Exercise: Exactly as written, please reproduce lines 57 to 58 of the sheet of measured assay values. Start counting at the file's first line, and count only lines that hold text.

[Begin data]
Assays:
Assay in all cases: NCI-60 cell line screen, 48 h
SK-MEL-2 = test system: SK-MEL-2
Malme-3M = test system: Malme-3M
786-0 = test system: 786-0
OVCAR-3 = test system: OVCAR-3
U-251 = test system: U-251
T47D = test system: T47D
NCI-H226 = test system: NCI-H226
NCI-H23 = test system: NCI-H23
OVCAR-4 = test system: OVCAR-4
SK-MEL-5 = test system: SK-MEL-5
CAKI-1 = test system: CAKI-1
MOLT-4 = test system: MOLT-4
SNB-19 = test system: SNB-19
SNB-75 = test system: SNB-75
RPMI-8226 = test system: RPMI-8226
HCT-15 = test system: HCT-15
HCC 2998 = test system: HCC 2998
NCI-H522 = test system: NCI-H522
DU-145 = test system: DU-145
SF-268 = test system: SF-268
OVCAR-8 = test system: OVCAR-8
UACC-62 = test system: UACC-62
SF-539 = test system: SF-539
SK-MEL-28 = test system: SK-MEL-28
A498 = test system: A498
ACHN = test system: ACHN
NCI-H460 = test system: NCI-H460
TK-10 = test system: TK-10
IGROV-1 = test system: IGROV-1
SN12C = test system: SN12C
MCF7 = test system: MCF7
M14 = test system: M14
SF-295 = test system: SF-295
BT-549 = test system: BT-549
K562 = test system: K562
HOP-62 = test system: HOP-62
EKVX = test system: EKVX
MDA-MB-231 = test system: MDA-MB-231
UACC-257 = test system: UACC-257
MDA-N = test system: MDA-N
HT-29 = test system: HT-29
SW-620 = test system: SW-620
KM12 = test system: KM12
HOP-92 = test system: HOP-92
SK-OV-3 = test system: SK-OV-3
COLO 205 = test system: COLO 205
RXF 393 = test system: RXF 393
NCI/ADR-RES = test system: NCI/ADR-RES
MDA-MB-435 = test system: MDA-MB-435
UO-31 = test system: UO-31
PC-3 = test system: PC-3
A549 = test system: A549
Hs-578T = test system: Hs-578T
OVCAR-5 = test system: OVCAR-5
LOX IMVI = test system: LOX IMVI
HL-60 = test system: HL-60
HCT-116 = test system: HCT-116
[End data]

LOX IMVI = test system: LOX IMVI
HL-60 = test system: HL-60